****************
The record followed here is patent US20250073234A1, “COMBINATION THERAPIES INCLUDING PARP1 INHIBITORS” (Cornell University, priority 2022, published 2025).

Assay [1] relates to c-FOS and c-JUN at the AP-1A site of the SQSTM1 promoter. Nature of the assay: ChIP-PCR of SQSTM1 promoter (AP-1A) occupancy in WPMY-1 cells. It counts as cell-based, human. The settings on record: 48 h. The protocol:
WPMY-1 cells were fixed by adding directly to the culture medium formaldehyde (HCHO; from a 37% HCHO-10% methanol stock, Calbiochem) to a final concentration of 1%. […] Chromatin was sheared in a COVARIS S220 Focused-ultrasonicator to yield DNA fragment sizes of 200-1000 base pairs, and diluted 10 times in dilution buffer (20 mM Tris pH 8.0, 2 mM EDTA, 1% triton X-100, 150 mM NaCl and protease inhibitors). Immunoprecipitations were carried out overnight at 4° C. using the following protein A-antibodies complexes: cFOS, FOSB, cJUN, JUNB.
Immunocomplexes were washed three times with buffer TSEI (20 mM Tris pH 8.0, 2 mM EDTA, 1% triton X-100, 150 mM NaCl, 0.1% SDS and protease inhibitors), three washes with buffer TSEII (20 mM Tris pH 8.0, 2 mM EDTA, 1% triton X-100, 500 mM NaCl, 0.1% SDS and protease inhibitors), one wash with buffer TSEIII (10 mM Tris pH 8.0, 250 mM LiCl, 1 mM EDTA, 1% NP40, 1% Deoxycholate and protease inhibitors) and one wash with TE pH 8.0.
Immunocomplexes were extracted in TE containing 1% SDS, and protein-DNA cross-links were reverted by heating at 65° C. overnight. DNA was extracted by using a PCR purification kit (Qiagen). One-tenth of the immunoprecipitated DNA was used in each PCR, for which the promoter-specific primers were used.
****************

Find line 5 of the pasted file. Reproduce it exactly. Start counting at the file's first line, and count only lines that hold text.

Immunocomplexes were extracted in TE containing 1% SDS, and protein-DNA cross-links were reverted by heating at 65° C. overnight. DNA was extracted by using a PCR purification kit (Qiagen). One-tenth of the immunoprecipitated DNA was used in each PCR, for which the promoter-specific primers were used.